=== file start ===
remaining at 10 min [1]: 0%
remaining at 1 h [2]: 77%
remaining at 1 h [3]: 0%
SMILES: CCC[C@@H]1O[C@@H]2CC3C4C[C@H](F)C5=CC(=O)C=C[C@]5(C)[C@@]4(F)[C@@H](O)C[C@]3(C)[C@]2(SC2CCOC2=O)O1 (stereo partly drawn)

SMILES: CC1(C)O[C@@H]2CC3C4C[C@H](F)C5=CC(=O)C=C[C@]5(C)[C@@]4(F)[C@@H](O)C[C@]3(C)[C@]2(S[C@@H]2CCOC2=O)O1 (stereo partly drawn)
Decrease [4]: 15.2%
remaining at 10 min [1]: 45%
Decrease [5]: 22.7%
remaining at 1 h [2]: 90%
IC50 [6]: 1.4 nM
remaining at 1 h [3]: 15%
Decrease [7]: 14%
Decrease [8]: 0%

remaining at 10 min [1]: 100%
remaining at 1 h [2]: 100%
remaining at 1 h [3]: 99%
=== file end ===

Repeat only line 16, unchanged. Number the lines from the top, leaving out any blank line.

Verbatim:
remaining at 1 h [3]: 99%